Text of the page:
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Friday, Apr. 29, 2016

Andrews' weight big issue for Razorback fans

Thursday, August 14, 2003

FAYETTEVILLE - Shawn Andrews naturally is going to be the Razorbacks' biggest story.

The University of Arkansas would be hard-put ever to put forth a bigger story than its 6-5, 350-plus junior right offensive tackle from Camden Fairview.

Andrews was good enough to be consensus All-American last year, and graces about every preseason All-American list this year and be both a preseason Outland and Lombardi Trophy nominee. However, he was the big story when the Razorbacks reported Sunday for preseason drills because he spent much of July home with his mother in Camden instead of working out with teammates in the "voluntary" workouts in Fayetteville.

The last two bowl games, by which, after holiday visits home, Andrews' weight annually seemed to have swelled like the national debt, induced plenty of speculation that he would arrive bloated.

But coach Houston Nutt said he and offensive line coach Mike Markuson had been assured Andrews would report in good shape, and Nutt said that's indeed the case.

"Since January," Nutt said, "he's probably lost pretty close to 40 pounds. I'm proud of that, and Coach Markuson is, too. I bet he's between 350 and 355. He was at 346 about 10 days ago but had one little splurge with mom. But I'm proud of him. We all know how hard it is to lose weight."

As of Sunday afternoon, Andrews wasn't sure how much he had lost.

He's made it more of a waiting game than a weighting game so as not to get discouraged looking daily at the scales.

"To be honest," Andrews said, "I really haven't weighed this summer. I just put myself in the mindset that I am training so far and looked in the mirror every day and saw improvements and my waistline going down and felt so much better. I''m pretty sure I'm down from the spring and I have a plan to lose 15 more in two-a-days."

Andrews said he recently did "reward myself" by indulging in the home cooking he's shied away from this summer.

Mostly, though, he said he fought his battle of the bulge and did a lot of running.

Far more important to Andrews than whether he ran his conditioning sprints back home alone or with his teammates in Fayetteville was spending time with his mother.

Andrews' cousin, Jonathan Cheatham, was killed while serving for the U.S. Army in Iraq, and his older brother Derrick is in the armed forces in Iraq.

"I talked to my teammates," Andrews said. "They knew and understood. My mom is doing well, and being home took the pressure off me."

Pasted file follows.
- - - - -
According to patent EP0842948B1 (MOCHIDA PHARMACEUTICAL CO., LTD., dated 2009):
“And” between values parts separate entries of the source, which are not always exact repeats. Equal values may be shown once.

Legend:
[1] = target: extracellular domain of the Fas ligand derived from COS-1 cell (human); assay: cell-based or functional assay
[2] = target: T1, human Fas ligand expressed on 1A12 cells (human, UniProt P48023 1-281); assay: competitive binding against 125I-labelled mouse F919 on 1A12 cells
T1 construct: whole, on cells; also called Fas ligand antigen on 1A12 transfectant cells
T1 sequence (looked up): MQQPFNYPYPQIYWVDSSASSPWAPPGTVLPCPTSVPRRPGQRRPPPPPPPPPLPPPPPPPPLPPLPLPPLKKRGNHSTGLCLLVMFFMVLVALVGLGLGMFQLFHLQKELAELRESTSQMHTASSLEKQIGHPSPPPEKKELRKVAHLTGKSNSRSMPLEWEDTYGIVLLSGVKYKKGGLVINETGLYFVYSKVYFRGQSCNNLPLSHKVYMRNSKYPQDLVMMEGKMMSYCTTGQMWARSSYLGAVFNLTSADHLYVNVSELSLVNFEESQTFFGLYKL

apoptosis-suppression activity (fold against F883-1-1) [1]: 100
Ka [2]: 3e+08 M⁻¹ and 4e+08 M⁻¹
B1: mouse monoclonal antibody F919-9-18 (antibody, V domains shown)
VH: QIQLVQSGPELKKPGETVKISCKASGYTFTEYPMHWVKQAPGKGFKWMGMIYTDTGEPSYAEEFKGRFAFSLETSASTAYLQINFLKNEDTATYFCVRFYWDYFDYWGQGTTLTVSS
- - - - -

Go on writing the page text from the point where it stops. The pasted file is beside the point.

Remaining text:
Shawn likely needed time away from Fayetteville even without all the family concerns in Camden. It seems agents, or maybe wannabe agents, were hounding him like fleas on a hound. He's been changing phone numbers like Madonna changed outfits.

"I know I may sound like I'm full of it," Andrews said, "but agents were everywhere. I couldn't go to a grocery store. It was like they were following me everywhere. The way they were coming at me, I had to let them know in a semi-nice way that I'm not interested right now and that you could ruin my eligibility. I don't talk to any of them."

Sometimes, he's learning, it's advisable not to talk even to some who are supposedly supporting you. He's gotten letters about his weight from some "fans" that would try Job's patience.

"The weight issue," Andrews said. "I hear it on radio and even got some rude letters from fans. Stuff about Korey Stringer (the overweight Minnesota Viking who died of heat exhaustion) and 'Hey fat a--, you need to lose weight.' A couple of letters I returned. Just told them I'm trying to lose weight and do the best I can."

And no, he said, he doesn't use those negatives to reinforce being positive but instead sees how staying positive has overcome the negatives.

"They are Razorback fans," Andrews said, shaking his head, "and I'm sure most of them want me to do well, but the negativity, I don't understand it, but that's the way it is. You've just got to take the good with the bad and stay positive. I've got to keep fighting as far as food goes. I've gotten better and make better choices, but it's something I have to deal with every day. I did a lot of running and cardiovascular this summer. I didn't do all that training for nothing.

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